- By Emily TamkinEmily Tamkin is a staff writer at Foreign Policy. She writes for FP’s The Cable, a real-time take on the news in Washington and the wider world. She has been at FP since the fall of 2016, before which she was an associate editor at New America, a nonpartisan think tank in Washington. She has a B.A. in Russian literature from Columbia University, an M.Phil. in Russian and East European studies from the University of Oxford, and studied Soviet dissidence in archival centers in Moscow, Tbilisi, and, on a Fulbright, in Bremen — all of which means that at FP, she writes when she can on Russia and Central and Eastern Europe.
If Saturday’s election results in five Indian states — including the country’s largest, Uttar Pradesh — were a test for Prime Minister Narendra Modi, he appears to have passed it.
Modi’s Bharatiya Janata Party is now in coalition governments in four of the five states, including in UP, where the margin of victory was the largest the state had seen any party win in 30 years.
“Obviously, this was a huge shot in the arm for the BJP,” Milan Vaishnav of the Carnegie Endowment for International Peace told Foreign Policy. “It was in some ways more Modi’s victory than the party’s. They really ran election campaigns across the board on his back, his credibility, his persona, his decisiveness, and credibility.”
BJP’s victory suggests that it’s on its way to becoming a national, pan-Indian party and bodes well for its performance in the 2019 federal elections. “Traditional wisdom in Indian politics holds that you vote your caste instead of casting your vote,” New America’s Ronak Desai told FP. But “BJP was able to overcome traditional factors.”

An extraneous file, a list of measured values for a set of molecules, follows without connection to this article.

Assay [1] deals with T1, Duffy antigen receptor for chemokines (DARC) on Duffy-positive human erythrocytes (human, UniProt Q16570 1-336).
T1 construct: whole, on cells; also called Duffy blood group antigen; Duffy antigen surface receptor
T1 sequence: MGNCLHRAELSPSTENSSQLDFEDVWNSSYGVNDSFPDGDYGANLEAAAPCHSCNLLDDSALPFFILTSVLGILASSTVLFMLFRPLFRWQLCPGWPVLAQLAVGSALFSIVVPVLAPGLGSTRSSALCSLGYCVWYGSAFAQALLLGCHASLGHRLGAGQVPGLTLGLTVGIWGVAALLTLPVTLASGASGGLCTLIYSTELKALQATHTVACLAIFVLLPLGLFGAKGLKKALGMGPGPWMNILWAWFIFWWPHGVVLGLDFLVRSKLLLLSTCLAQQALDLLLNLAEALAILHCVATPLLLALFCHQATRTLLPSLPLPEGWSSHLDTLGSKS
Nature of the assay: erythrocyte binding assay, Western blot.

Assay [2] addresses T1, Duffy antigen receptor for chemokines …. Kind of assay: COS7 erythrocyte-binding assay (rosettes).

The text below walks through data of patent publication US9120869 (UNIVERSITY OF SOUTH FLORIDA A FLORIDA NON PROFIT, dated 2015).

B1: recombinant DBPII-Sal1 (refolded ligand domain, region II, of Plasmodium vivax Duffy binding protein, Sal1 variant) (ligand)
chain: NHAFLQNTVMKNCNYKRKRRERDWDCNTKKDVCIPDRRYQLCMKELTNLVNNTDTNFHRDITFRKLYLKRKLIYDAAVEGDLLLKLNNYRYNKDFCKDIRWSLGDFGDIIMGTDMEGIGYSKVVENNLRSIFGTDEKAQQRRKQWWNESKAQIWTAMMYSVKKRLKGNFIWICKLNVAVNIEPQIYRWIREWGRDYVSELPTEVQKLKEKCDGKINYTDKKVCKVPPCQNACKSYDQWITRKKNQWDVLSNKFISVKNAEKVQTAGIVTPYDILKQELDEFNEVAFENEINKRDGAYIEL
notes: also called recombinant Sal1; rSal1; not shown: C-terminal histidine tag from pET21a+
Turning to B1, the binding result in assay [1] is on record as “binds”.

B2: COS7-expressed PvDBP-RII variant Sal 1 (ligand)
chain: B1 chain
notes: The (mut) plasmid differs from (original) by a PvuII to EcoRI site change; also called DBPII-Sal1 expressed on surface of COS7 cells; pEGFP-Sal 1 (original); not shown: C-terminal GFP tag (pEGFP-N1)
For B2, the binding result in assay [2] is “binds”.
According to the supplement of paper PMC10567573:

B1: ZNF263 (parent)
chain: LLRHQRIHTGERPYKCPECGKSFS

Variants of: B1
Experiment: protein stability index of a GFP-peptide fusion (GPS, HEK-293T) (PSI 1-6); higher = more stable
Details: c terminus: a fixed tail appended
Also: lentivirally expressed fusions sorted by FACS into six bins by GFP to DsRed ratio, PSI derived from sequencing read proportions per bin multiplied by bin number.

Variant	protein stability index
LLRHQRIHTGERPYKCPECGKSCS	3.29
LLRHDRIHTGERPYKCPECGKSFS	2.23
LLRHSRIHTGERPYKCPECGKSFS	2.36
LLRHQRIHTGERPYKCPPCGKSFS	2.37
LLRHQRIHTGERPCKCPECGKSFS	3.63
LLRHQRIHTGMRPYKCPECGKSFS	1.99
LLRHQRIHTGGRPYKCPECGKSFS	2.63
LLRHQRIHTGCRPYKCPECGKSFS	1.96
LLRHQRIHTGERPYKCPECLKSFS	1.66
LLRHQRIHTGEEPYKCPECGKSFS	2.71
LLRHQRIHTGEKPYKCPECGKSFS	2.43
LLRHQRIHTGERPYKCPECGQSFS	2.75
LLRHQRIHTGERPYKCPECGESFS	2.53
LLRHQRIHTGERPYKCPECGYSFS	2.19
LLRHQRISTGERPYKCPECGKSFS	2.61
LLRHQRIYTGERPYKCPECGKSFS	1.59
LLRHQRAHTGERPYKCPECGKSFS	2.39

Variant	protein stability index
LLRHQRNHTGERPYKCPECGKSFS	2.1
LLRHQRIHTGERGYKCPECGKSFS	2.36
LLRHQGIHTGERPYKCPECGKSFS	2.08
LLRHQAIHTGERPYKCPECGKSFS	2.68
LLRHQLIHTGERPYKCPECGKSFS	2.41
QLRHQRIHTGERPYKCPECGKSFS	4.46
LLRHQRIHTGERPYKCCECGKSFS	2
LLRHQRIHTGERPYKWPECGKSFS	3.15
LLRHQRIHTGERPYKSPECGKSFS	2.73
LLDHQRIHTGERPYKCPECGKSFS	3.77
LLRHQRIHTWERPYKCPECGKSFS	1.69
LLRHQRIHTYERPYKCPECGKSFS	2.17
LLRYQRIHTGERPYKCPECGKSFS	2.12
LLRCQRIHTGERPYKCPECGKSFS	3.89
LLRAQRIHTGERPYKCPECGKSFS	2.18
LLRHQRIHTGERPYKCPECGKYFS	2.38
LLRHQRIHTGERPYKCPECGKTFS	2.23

It also means that, even with the instability created by November’s demonetization, in which Modi decided to root out corruption by getting rid of over 85 percent of currency in circulation without warning, Indian voters are giving Modi, to use Vaishnav’s parlance, “a long leash.”
“People are saying, ‘okay, Modi has a track record of getting things done, working hard, clean governance,” Vaishnav said, explaining that this was particularly resonant in UP, which has traditionally lagged behind other regions.
And while state elections were focused on local issues, “nationalism did play a role in this campaign,” Vaishnav said. “Surgical strikes against Pakistan had an effect of rallying around the flag … People seem happy with the sort of muscular nationalism Modi represents.”
Meanwhile, the opposition wasn’t so successful. The anti-corruption focused Aam Aadmi Party failed to win either Punjab or Goa, which would have allowed them to expand to a second state, thereby becoming a more national party. The National Congress Party, which was for decades seen as the default party of governance, failed to come up with either a leader or a platform that was appealing to voters. And, as Desai noted, other parties also “failed to come together in a meaningful way” to block Modi and BJP.
Whether or not they are able to do so before 2019 may determine the extent to which they are living in Modi’s India for years to come.
Photo credit: PRAKASH SINGH/AFP/Getty Images